The problem is that the Egyptian political class, and the protestors in Tahrir, was split on the question of elections and could never form a united boycott front to push SCAF to take the elections seriously (or push for a better transition plan). There was never a credible alternative presented to SCAF's transition plan, and Islamists in particular, by endorsing the flawed referendum process, made it impossible to call SCAF's incompetence. Over the summer it was because secular-Islamist arguments squandered the attention and energy of the political class. More recently it was was in part because of the MB (although the argument that liberals wanted to postpone elections because they were afraid of the MB does not hold: the MB will do well now or in three months' time), which saw in the elections a chance to consolidate their newfound political legitimacy as well as a better source of legitimacy then Tahrir with which, should it choose to, it can confront the SCAF (assuming it does well in the elections.)
Remember that even the #2 in SCAF was expressing doubts about the elections — see this good reporting by WSJ last week:
In Tuesday's meeting with opposition leaders, Gen. Sami Enan, a member of the military council, raised questions about the military and police forces' ability to secure the elections, according to Mr. Abu Ghar of the Social Democrat Party, who was present.
"We asked them about how they are going to secure the elections. And they said we have a big force, but we cannot work without the police," said Mr. Abu Ghar. "And apparently, the minister of interior told Enan that he cannot guarantee that at all, that he doesn't have enough force to secure the elections."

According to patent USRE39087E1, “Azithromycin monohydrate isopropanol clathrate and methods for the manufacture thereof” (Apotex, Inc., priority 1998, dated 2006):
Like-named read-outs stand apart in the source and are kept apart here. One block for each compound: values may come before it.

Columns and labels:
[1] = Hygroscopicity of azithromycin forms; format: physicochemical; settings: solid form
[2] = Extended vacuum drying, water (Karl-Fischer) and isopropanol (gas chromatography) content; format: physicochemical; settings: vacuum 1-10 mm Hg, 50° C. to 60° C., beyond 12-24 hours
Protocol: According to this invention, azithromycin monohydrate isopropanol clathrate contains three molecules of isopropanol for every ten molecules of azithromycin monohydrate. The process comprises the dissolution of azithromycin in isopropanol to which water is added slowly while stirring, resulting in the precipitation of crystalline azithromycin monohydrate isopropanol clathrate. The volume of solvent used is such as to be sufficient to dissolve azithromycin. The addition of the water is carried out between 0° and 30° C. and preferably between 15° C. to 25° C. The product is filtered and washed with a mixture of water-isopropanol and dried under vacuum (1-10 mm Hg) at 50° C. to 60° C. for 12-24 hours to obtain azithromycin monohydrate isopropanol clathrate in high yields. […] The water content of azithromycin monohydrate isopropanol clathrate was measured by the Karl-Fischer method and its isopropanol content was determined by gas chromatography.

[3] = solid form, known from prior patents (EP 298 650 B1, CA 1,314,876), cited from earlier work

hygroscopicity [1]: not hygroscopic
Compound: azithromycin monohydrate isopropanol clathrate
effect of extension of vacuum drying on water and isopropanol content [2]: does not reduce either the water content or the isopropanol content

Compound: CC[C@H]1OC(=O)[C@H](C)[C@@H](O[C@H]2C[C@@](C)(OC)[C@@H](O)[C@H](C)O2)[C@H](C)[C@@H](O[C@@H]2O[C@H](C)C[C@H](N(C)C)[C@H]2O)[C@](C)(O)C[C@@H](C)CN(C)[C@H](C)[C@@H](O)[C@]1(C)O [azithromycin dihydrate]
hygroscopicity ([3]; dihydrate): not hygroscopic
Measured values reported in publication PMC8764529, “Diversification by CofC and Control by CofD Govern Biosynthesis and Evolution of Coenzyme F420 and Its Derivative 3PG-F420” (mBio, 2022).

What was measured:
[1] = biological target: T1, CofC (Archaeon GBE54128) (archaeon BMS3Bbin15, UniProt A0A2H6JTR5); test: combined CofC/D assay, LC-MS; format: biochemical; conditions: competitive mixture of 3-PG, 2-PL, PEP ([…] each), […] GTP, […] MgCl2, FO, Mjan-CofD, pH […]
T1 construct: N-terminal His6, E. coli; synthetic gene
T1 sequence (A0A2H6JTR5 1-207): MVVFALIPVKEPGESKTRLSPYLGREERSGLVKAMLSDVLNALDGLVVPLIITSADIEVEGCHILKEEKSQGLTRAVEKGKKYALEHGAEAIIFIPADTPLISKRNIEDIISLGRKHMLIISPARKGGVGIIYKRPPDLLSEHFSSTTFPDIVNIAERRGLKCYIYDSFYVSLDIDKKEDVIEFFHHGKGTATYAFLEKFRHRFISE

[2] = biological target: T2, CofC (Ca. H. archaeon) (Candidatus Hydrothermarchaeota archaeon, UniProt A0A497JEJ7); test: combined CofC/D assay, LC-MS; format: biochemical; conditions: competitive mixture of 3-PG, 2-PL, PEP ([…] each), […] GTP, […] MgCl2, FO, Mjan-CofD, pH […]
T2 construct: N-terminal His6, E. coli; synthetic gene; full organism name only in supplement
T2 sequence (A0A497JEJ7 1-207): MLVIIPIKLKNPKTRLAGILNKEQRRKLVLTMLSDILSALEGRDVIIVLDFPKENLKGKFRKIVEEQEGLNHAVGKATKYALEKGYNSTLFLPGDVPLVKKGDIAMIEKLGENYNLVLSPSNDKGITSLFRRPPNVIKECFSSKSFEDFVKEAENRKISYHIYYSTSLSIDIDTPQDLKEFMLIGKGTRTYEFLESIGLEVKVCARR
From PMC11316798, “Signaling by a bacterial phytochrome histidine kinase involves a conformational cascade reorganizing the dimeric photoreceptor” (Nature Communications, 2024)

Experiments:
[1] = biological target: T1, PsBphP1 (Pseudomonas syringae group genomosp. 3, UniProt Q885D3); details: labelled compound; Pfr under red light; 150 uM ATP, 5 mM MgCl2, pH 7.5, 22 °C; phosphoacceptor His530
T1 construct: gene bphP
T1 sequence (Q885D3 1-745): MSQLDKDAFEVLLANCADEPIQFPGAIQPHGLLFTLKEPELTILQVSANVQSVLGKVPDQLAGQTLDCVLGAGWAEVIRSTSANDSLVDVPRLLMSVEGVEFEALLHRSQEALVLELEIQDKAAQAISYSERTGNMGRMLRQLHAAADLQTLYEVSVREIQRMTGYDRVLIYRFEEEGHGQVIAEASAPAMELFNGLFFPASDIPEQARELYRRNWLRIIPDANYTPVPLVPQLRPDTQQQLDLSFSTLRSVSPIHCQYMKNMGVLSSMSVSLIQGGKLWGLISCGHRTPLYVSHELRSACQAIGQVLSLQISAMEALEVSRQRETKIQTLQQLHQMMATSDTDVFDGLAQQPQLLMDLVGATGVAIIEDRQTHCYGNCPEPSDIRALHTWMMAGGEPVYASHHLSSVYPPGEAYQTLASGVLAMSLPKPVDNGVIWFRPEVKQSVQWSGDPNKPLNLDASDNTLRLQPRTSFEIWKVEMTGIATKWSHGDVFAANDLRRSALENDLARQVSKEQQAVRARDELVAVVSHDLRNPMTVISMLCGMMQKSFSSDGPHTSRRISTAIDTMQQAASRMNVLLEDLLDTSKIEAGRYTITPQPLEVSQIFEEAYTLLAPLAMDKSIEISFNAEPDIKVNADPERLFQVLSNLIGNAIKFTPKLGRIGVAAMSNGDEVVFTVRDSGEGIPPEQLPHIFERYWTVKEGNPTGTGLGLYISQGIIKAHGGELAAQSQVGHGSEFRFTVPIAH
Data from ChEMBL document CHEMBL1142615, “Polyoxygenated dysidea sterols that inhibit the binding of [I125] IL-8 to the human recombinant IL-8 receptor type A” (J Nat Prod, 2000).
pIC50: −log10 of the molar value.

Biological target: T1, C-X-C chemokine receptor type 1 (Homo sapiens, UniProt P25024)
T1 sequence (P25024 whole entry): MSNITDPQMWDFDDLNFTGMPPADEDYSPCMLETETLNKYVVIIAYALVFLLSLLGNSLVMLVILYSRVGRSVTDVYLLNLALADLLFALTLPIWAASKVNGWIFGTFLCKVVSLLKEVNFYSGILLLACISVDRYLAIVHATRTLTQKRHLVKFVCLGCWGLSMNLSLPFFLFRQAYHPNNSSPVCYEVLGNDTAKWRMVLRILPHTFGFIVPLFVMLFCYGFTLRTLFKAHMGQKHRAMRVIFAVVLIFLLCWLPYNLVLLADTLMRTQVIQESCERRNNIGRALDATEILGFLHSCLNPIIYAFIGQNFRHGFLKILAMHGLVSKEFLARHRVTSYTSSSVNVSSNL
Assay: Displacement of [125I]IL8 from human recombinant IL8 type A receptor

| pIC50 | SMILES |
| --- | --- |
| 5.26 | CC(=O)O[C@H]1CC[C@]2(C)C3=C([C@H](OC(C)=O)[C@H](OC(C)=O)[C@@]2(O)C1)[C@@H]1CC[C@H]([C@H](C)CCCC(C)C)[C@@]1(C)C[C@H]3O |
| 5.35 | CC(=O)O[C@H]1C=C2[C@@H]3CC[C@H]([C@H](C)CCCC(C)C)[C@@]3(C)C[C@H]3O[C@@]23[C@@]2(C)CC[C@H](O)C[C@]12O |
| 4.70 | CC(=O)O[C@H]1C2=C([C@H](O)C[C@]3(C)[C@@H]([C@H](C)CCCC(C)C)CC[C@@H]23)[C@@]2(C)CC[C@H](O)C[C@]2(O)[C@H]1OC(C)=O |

What will be the legacy of these elections?
Today might very well be seen as a positive step in Egypt's transition — both because of smiling people boasting of their purple thumbs, signaling public buy-in into the democratic process, and because the elections will result in a symbolic shift of power away from SCAF and towards parliament. But because of the piss-poor preparation done by the government and lack of serious scrutiny by political parties, even if there is no massive state fraud in this election as in past ones (and there does not appear to be any) there will be a lot of grounds to seed doubts about the process and perhaps eventually, declare the elections partly or fully invalid. Remember that in the last 20 years most Egyptian parliaments were seen as invalid, with the state preferring to gloss over the results of lawsuits contesting results (even by the Supreme Constitutional Court) rather than accept the invalidity of successive parliaments (and hence the laws they passed.) The next parliament may be on shaky legal ground, although this will probably (as under Mubarak) be ignored for convenience's sake. Except this parliament will produce the next constitution.
We have court decisions all the time that affect the running of the election, such as this one:
Daqahlia - The Mansoura Administrative Court on Tuesday halted the announcement of parliamentary election candidacy lists, saying the committee supervising the elections violated the constitution by indicating the religious status of candidates. The court ordered it removed.
The ruling was issued in response to a lawsuit submitted to the court by two lawyers, who considered the indication of the religious status a clear case of discrimination because, they claimed, it suggests citizens to vote for a particular religion.
Even the SCAF's recently announced "political corruption law" cannot be applied to the elections, meaning that they will go ahead with illegal candidacies that will be contested in the courts later.
The year ahead may be full of decisions regarding the elections, and the government and parties will probably want to ignore them, subverting the rule of law for stability's sake. All because they did not spend enough time thinking their decisions through.
The other issue is what a new parliament will produce. Under the constitutional declaration that is currently Egypt's interim constitution, parliament's powers are vague. Here how they might be important or not important:
- Presidential candidates need the support for at least 30 MPs to be nominated, or 30,000 citizens. This will help narrow the field. (Art. 27)